Just over a year after the global pandemic began, Earth Day is upon us again. The reason this year feels different is because it is. Empowered consumers demand sustainability transformation, and a record number of brands have responded in a big way by announcing net-zero or carbon-neutral commitments, establishing targets to reduce greenhouse gas emissions and investing in climate action. Today, environmental sustainability strategy is about much more than corporate social responsibility (CSR); it’s about technology and business innovation, systemic risk mitigation, and sustainable growth. It is about transformation. Why is this year different?

  • Climate risks are increasing as our collective window to mitigate them shrinks. Last year alone, the world suffered $210 billion in weather- and climate-related losses, including historic wildfires, floods, and hurricanes globally and a record 22 separate billion-dollar events in the US. Climate risk is investment risk, according to Larry Fink. Today, more firms than ever use the TCFD (Task Force on Climate-related Financial Disclosures) framework to voluntary disclose their climate-related risks and opportunities. Soon, more governments will mandate it (see chatter in the UK and the US).
  • The global transition to a low-carbon economy is unfolding before our eyes. Strategic environmental, social, and corporate governance (ESG) initiatives are now necessary for profitability, innovation, and resilience. Chief sustainability officers have popped up for the first time at firms like Boeing and HSBC to head corporate sustainability strategy, a good sign that sustainability has broken through the chains of CSR. From chief risk and strategy officers to CEOs, climate action and adaptation goes all the way up to the board.
Colorado nature by Sal Schiano (corporate climate action and sustainability strategy)
Photo by Sal Schiano

Ready Your Sustainability Transformation

This next wave of transformation is for the planet, and it won’t be easy. Like digital transformation, this shift requires an end-to-end overhaul of how most businesses operate and deliver value to customers. For Ford, that means $1 billion toward a new electric vehicle manufacturing center to reinvent the wheel. For oil and gas firms like BP, it’s a pivot to energy services and renewable sources. As for others, it means developing and adopting green technology, policies, and processes that integrate sustainability into the business. Your sustainability strategy must include:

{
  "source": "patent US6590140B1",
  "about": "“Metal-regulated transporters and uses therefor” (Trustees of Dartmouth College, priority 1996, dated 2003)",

• Sustainable business innovation and transformation. Rethink everything. Voluntary carbon offsets and renewable energy credits may help this quarter, but they won’t as a long-term strategy. We are entering a new economy — one that finally favors green, in more ways than one. Like business resilience, decarbonization is a major competitive advantage. As a VP of sustainability recently noted in a research interview, “In order to be profitable, firms will have to do things differently.” JPMorgan Chase committed $2.5 trillion to finance climate action.
  • Efficiency improvements for reduced impact. Local supply chains reduce risk and please customers. Less energy output leads to lower bills — direct value. Physical renovations also provide the opportunity to weatherize assets against new extremes. And efficiency accelerates your path to carbon neutrality. As you improve business efficiency for the planet and progress toward net-zero, publicly monitor your performance. Costco’s 10-point climate action plan is detailed on its website. You want your employees, and your customers, to be proud of what they do.
  • Carbon offset minimization. The best type of carbon offset? None. Reduce your emissions instead. The second-best? Credible standardized offsets that avoid or reduce emissions today (while you reduce emissions, too). Offsets to combat climate change must do so immediately. Nature-based offset solutions help because forest and ocean technology is tried and tested, the oldest and wisest. For now, avoid man-made carbon removal-based offsets. Carbon capture and storage technology at scale is just not there yet, and we really don’t have time to spare.
  • Transparent climate action to combat low stakeholder trust. Forrester Analytics survey data shows that transparency is top of mind for firms investing in sustainability. Climate risk and sustainability reporting with CDP and the TCFD is up, and more than 3,000 brands are certified B Corps. Greenwashing hurt the last “green” wave; that won’t happen again. Consumer trust is paramount in the age of the customer. Use this opportunity to build it, and provide a great experience to your stakeholders, including the planet. Impossible Foods isn’t shy about the environmental footprint of its sustainable food product that uses “96% less land, 87% less water, and generates 89% less emissions” than a “real” beef burger.

We have a lot of research on sustainability to support your efforts today, with much more in progress! Schedule an inquiry with us to accelerate your green journey, or reach out to share your climate change strategy and contribute to our research: sschiano@forrester.com and ademartine@forrester.com.

Register for our complimentary webinar, Incorporating Sustainability Into Your Tech Strategy, on 19 May, to learn more.